Miami Vice (1984–1990)
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Out Where the Buses Don't Run 

Crockett and Tubbs stake out a drug dealer, an investigation that is being helped along by an ex-cop that seems to know a bit too much about the case.

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(creator), (story) | 3 more credits »
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Cast

Episode cast overview:
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Olivia Brown ...
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Hank Weldon
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Marty Lang
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Marvelle Quinn
Sandra Pereiro ...
Girl with Bible
Scott 'Slo-motion' Randolph ...
Manuel 'Skates' Santino
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Storyline

Crockett and Tubbs stake out a drug dealer, an investigation that is being helped along by an ex-cop that seems to know a bit too much about the case.

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18 October 1985 (USA)  »

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1.33 : 1
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Trivia

Bruce McGill based his performance on the idea that Weldon would use his odd behaviour as a defence mechanism when conversations did not go his way. See more »

Connections

References Animal House (1978) See more »

Soundtracks

Baba O'Riley
(uncredited)
Written by Pete Townshend
Performed by The Who
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User Reviews

 
A Strange Episode, Thanks To McGill's Wacked-Out 'Hank Weldon'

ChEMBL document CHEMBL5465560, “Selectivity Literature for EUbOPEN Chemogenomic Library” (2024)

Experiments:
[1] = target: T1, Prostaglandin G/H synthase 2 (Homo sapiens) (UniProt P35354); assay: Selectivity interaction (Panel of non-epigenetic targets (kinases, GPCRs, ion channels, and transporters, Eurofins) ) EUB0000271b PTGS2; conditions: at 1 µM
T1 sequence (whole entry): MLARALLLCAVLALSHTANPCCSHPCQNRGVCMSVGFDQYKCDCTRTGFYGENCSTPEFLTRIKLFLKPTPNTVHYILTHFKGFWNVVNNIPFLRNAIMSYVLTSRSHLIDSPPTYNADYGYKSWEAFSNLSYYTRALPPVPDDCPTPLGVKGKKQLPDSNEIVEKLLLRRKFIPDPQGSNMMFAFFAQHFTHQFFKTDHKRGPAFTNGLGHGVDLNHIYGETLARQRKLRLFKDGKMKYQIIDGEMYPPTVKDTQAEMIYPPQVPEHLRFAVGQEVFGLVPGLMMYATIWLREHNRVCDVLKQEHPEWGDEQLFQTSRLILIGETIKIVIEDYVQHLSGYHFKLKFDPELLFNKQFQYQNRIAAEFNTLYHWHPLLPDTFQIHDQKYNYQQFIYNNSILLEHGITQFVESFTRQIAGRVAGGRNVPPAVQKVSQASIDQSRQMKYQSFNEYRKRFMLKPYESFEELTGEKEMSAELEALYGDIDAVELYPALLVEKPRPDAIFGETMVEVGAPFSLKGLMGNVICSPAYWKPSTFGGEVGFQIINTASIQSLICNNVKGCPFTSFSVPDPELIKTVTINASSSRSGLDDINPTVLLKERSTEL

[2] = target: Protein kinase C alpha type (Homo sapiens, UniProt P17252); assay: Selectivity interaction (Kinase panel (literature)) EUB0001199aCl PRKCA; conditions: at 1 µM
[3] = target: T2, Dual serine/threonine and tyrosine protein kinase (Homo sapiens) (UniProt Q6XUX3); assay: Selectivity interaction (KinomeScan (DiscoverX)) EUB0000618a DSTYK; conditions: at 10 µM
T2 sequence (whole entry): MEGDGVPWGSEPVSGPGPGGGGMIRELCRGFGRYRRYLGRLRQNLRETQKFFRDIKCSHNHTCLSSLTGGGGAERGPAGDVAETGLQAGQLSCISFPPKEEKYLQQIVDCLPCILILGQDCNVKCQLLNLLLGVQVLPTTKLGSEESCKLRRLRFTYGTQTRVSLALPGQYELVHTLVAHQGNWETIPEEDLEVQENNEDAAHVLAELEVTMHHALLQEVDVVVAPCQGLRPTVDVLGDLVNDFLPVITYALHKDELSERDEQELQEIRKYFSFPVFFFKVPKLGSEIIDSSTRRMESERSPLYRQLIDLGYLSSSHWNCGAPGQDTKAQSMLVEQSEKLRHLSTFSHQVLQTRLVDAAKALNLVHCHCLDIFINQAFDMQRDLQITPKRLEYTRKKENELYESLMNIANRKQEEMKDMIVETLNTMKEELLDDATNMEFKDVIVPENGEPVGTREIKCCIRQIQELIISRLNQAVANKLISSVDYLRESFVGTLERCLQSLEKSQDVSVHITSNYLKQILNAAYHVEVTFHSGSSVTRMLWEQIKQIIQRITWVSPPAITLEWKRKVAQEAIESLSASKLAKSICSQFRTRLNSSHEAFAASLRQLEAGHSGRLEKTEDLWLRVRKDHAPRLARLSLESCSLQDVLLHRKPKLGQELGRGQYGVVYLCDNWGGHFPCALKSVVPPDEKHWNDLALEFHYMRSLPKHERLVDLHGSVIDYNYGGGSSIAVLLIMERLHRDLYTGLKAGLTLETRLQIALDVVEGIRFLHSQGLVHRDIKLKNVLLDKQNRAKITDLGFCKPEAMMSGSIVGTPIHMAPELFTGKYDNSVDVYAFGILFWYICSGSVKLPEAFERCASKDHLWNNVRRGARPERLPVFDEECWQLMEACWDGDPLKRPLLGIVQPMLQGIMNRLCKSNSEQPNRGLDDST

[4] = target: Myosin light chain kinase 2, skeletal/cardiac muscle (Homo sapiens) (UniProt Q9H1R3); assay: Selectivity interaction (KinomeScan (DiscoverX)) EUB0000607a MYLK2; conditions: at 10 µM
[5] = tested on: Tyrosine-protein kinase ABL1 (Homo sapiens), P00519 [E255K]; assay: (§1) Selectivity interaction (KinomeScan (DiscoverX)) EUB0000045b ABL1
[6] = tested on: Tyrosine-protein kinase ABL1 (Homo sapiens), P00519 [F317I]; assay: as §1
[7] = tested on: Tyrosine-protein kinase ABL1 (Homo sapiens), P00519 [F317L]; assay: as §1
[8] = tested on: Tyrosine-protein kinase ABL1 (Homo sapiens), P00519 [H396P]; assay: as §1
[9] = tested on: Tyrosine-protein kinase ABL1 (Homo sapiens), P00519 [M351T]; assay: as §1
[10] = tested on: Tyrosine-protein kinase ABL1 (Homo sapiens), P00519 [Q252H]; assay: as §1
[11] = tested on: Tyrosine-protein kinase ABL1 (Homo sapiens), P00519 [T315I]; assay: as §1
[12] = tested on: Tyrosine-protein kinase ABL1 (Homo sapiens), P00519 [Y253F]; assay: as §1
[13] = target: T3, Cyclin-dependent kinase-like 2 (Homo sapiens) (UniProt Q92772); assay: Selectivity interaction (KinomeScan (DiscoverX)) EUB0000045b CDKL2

16 June 2007 | by (United States) – See all my reviews

Playing insane people has to be fun for most actors. Bruce McGill must have a really good time playing "Hank Weldon," because he is an over-the-top weird guy. He plays an ex-cop who went nuts and is still obsessing over the bad guy who got away. "Arcaro" is that guy, a presumed-dead Jimmy Hoffa guy in that his body was never found. Everyone thinks he's dead but Weldon, who hounds Crockett and Tubbs to help him get the bad guy.

Leery about Weldon for most of the way, and understandably so since the man acts like a complete goof-ball, Crockett and Tubbs finally have no choice but attention. He seems to know a lot of things they don't know, including when an assassination is going to take place at a restaurant. When they witness it, Crockett thinks he must be on it to know in advance it was going to happen.

Anyway, without divulging what happens, whether Weldon's theories hold up, suffice to say it's a strange episode because of McGill's portrayal of this wacko. I doubt anyone would act like that, even if they were nuts, but Bruce - a fine actor - must have had a great time on the set with this role. McGill, by the way, is going strong in his mid '50s with a lot of roles these days.

A very young David Strathairn and the always-weird (for real) Little Richard make guest appearances, as well.

I agree with the other reviewers here that the last five minutes, done with the Dire Straits' song in the background, is outstanding. The ending certainly had a unique twist to it.


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